Twenty minutes later, she heard a knock at the door. She waited for him to knock again before opening the door. “Hey,” she greeted him disinterestedly.

“Hey to you too,” he grimaced. “Thanks for seeing me.”

“Whatever,” Lizza shrugged. “Not to be rude,” she said as she closed the door, “but what the hell do you want?”

“You’re not at least going to invite me to sit?”

“I don’t want you to think you’re welcome here,” she retorted, “but what the fuck, make yourself comfortable.”

“Thanks.” He maneuvered awkwardly around his ex since she refused to budge and got comfortable on the futon. “This is cozy. I like what you’ve done with the place.”

“Seriously, I’m not up to idle chit-chat. What do you want?”

“Right,” he grew serious and cleared his throat. “Lizza, I made a mistake…”

“No, don’t.”

“Don’t what?”

“Whatever it is you’re doing, just don’t.”

“I don’t understand.”

“Oh spare me,” Lizza spat. “I gave you the best years of my life, and for what? To see you time and again fooling around my back? I put up with it once, but I won’t be your fool again.”

“Sandy’s pregnant,” he blurted out in obvious distress.


“So? She doesn’t know who the father is, only that it’s not me. She made get a vasectomy before we could…”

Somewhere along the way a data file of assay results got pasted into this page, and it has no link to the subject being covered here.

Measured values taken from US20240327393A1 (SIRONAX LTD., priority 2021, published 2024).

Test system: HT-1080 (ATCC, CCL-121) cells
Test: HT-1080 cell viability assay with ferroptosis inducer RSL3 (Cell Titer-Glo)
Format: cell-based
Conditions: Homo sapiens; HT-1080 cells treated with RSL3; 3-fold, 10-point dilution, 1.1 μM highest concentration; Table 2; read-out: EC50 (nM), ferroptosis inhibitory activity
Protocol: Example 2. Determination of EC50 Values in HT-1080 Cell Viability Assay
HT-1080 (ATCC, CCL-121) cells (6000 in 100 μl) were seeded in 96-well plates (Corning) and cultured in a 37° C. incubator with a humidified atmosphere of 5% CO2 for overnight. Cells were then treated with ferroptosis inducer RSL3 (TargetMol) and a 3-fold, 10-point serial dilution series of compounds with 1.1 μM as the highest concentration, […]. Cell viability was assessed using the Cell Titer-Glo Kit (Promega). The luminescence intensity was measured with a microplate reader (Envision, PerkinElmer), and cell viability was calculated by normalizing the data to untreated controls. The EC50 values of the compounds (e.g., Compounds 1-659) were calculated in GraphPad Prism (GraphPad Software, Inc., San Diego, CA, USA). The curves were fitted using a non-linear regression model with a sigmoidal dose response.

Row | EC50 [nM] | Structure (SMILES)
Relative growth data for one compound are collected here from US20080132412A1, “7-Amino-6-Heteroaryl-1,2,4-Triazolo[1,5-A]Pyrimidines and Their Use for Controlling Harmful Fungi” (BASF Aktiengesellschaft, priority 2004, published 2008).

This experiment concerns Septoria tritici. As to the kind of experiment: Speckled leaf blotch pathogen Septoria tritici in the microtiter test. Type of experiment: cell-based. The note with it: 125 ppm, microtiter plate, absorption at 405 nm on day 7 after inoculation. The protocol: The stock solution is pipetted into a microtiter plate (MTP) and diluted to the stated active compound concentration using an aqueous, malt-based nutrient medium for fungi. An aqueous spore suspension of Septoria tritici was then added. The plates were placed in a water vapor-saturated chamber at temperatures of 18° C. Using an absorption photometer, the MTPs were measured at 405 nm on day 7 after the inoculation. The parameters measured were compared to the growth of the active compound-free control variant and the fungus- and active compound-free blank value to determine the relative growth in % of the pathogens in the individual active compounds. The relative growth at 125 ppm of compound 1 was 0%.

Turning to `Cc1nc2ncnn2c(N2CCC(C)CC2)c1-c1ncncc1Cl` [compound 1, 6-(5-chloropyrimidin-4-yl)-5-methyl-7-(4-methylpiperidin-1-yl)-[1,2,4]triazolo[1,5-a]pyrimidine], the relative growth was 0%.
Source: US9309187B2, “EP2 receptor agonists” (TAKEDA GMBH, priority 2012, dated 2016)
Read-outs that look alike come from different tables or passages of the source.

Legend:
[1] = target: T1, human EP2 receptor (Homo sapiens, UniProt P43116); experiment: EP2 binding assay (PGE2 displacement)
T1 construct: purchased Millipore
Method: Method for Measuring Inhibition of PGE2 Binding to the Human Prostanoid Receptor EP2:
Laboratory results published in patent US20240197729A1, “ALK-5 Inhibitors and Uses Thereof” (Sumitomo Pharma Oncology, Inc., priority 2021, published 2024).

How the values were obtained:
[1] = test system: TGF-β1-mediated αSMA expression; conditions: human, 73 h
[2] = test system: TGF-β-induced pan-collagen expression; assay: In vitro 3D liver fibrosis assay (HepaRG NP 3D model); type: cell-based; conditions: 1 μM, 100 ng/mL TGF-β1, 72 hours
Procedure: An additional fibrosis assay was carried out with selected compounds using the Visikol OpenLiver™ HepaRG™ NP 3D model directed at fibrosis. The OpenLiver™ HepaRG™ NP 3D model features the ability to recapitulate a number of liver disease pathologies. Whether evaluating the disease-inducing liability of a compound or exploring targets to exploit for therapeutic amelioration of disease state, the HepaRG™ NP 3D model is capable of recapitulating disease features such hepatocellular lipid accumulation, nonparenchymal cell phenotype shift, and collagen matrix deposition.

“I don’t need the particulars,” Lizza stopped him, a look of revulsion on her face. “Why should I care?”

“Because I get it. I understand now what I did and how I wronged you. I understand the hurt I caused you and I want a chance to make amends. I want a chance to be the man, to be the husband you needed me to be.”

“No,” Lizza shook her head sadly, “you want the chance to reclaim your manhood, but I’m not giving you that chance.”

“But why?”

“Because I’ve moved on.”

“You call this moving on?

“I do,” Lizza responded defiantly. “You broke me, shattered me into a million little pieces, or at least I thought you did, but I pulled myself together. I realized that I let myself be defined by you, by our marriage, by your need to control me and your need to satisfy yourself with all those girls you chose to screw behind my back.”